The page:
Another alternative embodiment of the apparatus of this invention is illustrated in FIGS. 9-13 inclusive. As this alternative apparatus 114 is similar in many respects to the apparatus 10 previously described with reference to FIGS. l-7, components of the alternative apparatus which substantially correspond to components of the apparatus 10 will be identified in FIGS. 9-13 by the same numerals. It will be then understood that the function of apparatus components bearing the same numerals will be the same in each apparatus. For example, as shown in the drawings, the alternative apparatus 114 can include a base portion 12 corresponding to the base portion 12 described with reference to FIGS. 1-7, this base portion being adapted to mount the body portion 116 of the apparatus 114 for movement in any direction.

In accordance with this invention as shown in FIGS. 9 and 10, the body portion 116 can include an objective 56 and an ocular 5 8 which can be fixed in spaced relation to each other by tube means 60. The objective can be adapted to be focused upon an object spaced at a selected distance d in front of the objective for forming a light image of the object in a selected image plane to be viewed through the ocular. An illuminated target means 64, including a lamp 66, condenser means 68 and a target 70 and the like, can also be disposed relative to the objective 56 so that the objective can form a light image of the target 70 in space at the distance d in front of the objective in the manner previously described with reference to FIGS 1-7.

As shown particularly in FIG. 10, the apparatus 114 can also include a conduit or passage-forming means 84 having an open end 84.1 secured in fixed relation to the objective 56. Means indicated by the tubing can then be connected to the conduit 84 for directing fluid into the conduit under pressure, and regulator valve means 92 and pressure indicating means 94 can be interposed in the conduit for controlling the fluid pressure within the conduit. A normally closed solenoid valve 96 can also be interposed in the conduit 84. The valve 96 can be connected through a normally open switch 98 and relay 99 to a power source 67 and can be actuated to open valve position by the switch and relay for permitting a stream of air or other fluid 88 to pass the solenoid valve and be projected from the passage end 84.1 with selected force.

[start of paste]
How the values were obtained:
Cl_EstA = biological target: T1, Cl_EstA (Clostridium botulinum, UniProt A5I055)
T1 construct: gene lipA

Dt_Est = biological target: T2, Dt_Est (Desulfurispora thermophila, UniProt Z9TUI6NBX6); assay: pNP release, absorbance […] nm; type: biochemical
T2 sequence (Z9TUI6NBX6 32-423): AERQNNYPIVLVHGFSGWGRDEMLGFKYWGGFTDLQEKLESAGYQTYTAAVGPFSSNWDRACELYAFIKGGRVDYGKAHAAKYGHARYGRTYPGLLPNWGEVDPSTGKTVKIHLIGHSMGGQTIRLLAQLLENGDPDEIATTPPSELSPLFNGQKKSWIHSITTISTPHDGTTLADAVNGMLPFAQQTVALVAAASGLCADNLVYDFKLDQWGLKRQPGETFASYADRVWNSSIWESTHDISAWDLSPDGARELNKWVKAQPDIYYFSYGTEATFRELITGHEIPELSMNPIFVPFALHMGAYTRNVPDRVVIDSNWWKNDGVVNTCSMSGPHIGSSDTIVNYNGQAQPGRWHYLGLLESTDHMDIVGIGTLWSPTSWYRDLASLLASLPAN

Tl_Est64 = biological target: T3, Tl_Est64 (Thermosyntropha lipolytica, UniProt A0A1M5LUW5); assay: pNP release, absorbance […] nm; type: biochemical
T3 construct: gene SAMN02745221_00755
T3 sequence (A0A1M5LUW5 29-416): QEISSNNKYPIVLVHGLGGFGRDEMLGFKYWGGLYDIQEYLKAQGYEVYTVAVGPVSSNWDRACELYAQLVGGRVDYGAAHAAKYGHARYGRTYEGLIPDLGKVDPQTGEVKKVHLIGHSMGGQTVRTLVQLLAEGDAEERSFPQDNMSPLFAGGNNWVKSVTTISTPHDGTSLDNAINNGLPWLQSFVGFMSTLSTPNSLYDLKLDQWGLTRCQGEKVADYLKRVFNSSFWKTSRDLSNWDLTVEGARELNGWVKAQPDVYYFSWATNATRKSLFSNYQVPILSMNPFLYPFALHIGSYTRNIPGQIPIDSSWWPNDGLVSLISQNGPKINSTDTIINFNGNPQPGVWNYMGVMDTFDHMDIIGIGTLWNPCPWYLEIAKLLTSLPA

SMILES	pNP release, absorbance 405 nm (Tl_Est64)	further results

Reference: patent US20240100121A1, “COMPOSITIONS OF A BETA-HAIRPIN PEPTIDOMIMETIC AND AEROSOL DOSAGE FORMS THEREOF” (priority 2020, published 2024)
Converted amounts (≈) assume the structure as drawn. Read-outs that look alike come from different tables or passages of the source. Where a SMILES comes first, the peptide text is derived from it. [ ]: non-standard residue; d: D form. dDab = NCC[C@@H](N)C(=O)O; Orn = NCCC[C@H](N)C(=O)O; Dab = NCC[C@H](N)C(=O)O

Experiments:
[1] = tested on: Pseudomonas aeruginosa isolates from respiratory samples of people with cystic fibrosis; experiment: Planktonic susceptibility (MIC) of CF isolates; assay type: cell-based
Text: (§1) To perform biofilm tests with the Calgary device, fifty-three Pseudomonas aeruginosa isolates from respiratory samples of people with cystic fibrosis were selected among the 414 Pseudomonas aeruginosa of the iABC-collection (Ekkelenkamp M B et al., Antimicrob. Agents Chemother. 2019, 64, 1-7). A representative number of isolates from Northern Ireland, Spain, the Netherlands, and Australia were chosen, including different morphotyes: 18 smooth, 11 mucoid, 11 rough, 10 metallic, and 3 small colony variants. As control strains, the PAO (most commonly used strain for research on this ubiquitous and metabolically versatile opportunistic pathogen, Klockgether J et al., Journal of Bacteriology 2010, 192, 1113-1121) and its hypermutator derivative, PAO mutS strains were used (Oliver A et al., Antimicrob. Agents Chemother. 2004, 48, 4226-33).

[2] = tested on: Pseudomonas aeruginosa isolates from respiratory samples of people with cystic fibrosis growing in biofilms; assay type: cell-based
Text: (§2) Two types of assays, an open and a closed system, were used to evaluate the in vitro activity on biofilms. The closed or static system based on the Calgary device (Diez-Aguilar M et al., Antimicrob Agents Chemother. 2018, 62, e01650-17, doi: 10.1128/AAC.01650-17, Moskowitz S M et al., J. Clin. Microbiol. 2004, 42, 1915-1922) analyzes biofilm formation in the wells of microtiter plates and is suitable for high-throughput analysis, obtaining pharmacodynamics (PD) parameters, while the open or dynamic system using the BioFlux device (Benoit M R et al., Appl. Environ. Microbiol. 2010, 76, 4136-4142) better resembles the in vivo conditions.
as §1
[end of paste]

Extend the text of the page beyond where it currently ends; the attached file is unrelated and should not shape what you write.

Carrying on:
The apparatus 114 can further include a light source such as the filament lamp 118 connected by leads 118.1 to the power source 67. A photocell 80 of conventional design can also be embodied in the apparatus. Preferably but not necessarily the light source 118 and photocell 80 can be mounted on the apparatus body portion 116 for movement therewith.

In accordance with this invention, key means 120 can be secured to the objective 56 in any conventional manner and a collar 122 can be fitted around the objective as shown particularly in FIGS. 9 and 11. The collar can have a keyway 124 accommodating the key and can have a sliding fit at 122.1 for permitting the collar to slide axially on the objective without permitting the collar to rotate on the objective. A set screw means 126 can be provided for locking the collar at any selected position of axial adjustment on the objective.

The collar 122 can have two apertures 128 therein, and light-conducting optical fiber means 130 and 132 can be secured within said apertures. In a practical construction, each optical fiber means can include at least one flexible light-conducting optical fiber 134 which can be covered with a protective sheath 136 of rubber, plastic or similarly flexible material. Each fiber can have a core part of light-transmitting material of relatively high index of refraction and a cladding part of light-transmitting material of relatively low index of refraction (not shown) and can be adapted to conduct light from end to end therethrough in accordance with Well-known principles of total internal reflection. Each optical fiber means 130 and 132 can extend into a collar aperture and a flange portion 136.1 of its sheath can be abutted upon an aperture shoulder 128.1. The sheath flange can then be clamped in the aperture by a bushing 138 threadedly engaged in the aperture as at 138.1. 'Desirably, a bushing 140 can have a flange portion 140.1 clamped in each collar aperture and can extend from each aperture as shown in FIG. 11. The collar apertures can be oriented so that the axes of the bushings 140 and fibers means 130 and 132 mounted therein can intersect each other at a point 142 on the optical axis of the objective 56. See FIG. 10. The optical fiber means 130 and 132 can be mounted in a similar manner at their opposite ends relative to the light source 11 8 and the photocell 80 respectively.